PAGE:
Are you part of the generation that recalls the small local family doctors’ office, where sometimes the same doctor would take care of one generation through the next? The doc would know your name, your spouse’s name, and even the sports team your kids played on? Heck – they would even remember why they had seen you and actually know your medical history! The family doctor was really the family health advocate, because they had the time within the context of their small office environment. Recently, I visited with my own father – a retired physician and one of those family doctors that knew each and every one of his patients. His response to a recent visit to the hospital with my mother was, “All I see is the doctor and the nurse at the computer?” I sat next to my dad, watching the dynamics in the hospital as a “visitor” of a family member and simply reflected on the state of mind of our industry. We really are big business.
The Healthcare Business
As I watched, it was apparent that healthcare has become more and more of a business. Doctors’ offices grow and doctors take on more patients. As they take on more patients and more responsibilities, they lose the in-person time to be the patient advocates they once were. What does this mean to you? How do you cope in this big healthcare business on the intimate subject of one’s health? As a patient, you now must be your own healthcare advocate. That means asking questions and knowing your health history. Being an informed consumer of your health!
The Office of the National Coordinator of Health IT is trying to help you do just that. They recently launched a two-prong campaign to increase consumer awareness of health IT, or information technology.
Use Your Personal Health Information
“Data holders”- including providers, hospitals, payers, and retail pharmacies – are asked to allow patients access to personal health information (PHI) “in a secure, timely and usable manner” and to encourage patients to use their PHI to improve their own health. “Non-data-holders”- including employers, consumer and disease-based organizations, health care associations, and product developers – are asked “to engage and empower individuals to be partners in their health through information technology.” Listed examples of such actions include educational campaigns, social media campaigns, CEO messages to employees, and public discussions.
Recently, the Blue Cross Blue Shield Association, which includes 39 “Blues” plans, and members Blue Cross Blue Shield of Michigan and WellPoint, which includes 14 Blues plans, endorsed this campaign. This is a huge step in the right direction. When major players in the industry acknowledge the campaign, it causes other players to join the movement as well.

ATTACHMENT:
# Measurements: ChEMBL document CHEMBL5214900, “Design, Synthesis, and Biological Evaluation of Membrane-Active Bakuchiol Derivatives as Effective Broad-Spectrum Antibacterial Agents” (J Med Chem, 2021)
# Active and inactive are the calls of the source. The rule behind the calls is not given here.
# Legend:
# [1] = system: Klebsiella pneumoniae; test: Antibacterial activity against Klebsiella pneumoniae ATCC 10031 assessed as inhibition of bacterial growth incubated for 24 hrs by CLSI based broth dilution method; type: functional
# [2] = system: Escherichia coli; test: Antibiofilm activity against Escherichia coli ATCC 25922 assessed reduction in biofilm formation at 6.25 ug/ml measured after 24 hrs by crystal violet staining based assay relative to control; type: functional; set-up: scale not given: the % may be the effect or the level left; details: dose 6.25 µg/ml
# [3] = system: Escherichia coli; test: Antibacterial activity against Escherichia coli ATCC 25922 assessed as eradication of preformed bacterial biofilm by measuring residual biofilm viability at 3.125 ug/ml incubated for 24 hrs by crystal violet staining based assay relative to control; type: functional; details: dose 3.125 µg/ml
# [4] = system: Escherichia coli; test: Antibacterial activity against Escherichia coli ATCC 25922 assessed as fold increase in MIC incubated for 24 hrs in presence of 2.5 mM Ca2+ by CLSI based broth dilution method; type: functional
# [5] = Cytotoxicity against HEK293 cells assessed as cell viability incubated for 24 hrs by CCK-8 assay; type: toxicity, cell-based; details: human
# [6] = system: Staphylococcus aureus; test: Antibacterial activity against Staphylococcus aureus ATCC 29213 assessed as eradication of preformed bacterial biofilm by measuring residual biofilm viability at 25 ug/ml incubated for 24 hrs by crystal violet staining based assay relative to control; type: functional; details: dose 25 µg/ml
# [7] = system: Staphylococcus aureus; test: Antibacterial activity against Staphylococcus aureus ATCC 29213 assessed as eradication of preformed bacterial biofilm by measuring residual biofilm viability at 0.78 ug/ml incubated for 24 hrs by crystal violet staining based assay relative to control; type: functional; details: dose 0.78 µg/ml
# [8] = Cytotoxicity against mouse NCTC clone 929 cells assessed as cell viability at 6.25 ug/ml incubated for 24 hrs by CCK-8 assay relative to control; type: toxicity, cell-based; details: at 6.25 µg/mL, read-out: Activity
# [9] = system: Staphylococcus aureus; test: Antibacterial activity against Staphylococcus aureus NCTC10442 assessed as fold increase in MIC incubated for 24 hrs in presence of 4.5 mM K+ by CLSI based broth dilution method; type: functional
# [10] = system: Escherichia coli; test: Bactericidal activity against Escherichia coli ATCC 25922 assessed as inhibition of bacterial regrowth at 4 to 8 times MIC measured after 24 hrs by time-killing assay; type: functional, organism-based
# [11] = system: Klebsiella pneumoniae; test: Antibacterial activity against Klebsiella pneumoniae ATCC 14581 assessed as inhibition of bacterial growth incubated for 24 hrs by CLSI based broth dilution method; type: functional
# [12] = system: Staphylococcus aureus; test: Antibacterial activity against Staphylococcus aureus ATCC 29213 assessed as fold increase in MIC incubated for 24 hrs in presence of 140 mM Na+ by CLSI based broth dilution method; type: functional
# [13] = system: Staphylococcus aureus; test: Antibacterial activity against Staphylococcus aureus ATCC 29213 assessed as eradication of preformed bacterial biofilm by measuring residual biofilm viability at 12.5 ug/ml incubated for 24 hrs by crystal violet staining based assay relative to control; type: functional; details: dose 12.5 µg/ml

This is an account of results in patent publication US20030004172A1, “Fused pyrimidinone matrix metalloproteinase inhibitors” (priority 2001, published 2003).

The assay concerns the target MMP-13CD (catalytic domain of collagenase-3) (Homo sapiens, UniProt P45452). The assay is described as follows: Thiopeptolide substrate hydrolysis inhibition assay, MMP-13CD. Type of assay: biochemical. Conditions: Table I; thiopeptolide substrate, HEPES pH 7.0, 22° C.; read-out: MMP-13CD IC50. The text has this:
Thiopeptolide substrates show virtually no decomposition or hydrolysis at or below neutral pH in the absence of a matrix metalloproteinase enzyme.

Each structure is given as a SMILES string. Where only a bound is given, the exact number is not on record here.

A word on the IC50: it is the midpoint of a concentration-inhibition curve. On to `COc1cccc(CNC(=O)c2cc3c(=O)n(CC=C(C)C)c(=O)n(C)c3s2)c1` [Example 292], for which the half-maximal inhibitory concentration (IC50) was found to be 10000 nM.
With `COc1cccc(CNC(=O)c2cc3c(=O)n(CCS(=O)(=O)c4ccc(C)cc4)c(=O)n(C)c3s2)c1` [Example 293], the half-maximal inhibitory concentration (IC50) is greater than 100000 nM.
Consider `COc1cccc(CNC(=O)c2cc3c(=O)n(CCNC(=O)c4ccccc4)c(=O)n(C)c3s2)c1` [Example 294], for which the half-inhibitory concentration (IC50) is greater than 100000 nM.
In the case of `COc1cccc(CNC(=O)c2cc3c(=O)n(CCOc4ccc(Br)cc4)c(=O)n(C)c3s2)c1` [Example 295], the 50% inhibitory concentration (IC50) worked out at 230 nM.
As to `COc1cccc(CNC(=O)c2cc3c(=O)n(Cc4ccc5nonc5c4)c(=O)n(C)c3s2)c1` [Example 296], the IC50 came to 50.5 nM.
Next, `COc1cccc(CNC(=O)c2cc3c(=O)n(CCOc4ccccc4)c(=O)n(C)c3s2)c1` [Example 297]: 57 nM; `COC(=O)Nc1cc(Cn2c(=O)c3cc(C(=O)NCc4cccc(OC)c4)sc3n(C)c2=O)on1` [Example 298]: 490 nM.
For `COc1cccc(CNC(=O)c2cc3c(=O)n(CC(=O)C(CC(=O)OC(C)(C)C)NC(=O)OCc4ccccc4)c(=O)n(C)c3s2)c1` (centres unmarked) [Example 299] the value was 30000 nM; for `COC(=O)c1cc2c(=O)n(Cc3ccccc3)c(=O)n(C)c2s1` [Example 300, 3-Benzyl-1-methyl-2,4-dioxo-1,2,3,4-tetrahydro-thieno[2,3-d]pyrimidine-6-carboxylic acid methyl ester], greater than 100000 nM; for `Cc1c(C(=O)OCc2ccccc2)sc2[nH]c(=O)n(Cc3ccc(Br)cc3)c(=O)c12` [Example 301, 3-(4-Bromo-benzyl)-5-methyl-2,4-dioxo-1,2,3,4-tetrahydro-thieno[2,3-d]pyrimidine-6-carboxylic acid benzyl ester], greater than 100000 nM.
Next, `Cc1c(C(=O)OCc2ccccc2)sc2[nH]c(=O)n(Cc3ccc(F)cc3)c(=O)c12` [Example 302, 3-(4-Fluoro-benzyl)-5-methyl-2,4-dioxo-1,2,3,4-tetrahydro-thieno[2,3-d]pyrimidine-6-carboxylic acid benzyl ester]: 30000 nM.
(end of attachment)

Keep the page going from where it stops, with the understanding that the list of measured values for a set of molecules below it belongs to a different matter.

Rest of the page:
Now patients need to take advantage of this initiative. It will only help you; by becoming your own healthcare advocate, you can stay healthier by informing doctors of your medical history and avoid medical identity theft and other dangers of not monitoring your information.
Now put on your detective hat and take advantage of healthcare IT. Sniffing out your healthcare history has never been so easy.
Thanks for reading!
Rebecca S. Busch
Sabari - June 27, 2012
I wouldn’t mind paniyg my health care contributions with after tax dollars, and thus eliminating the government subsidization of my health care benefits. But taxing the entire thing as income is excessive. I think we should level the playing field, not sow it with land mines. My wife and I together pay about $ 160/month for awesome insurance, and we have a flexible reimbursement account that allows us to set aside $ 100/month pre-tax for expenses like co-pays and over the counter drugs. That means we wind up saving around 23% for the year as opposed to paniyg with after tax dollars. People without employer based health insurance don’t have that option, making it a government subsidy. So get rid of that aspect, but if my entire plan were taxed as income I couldn’t afford it. And I know a lot of other people who couldn’t as well. That’s a cure worse than the problem.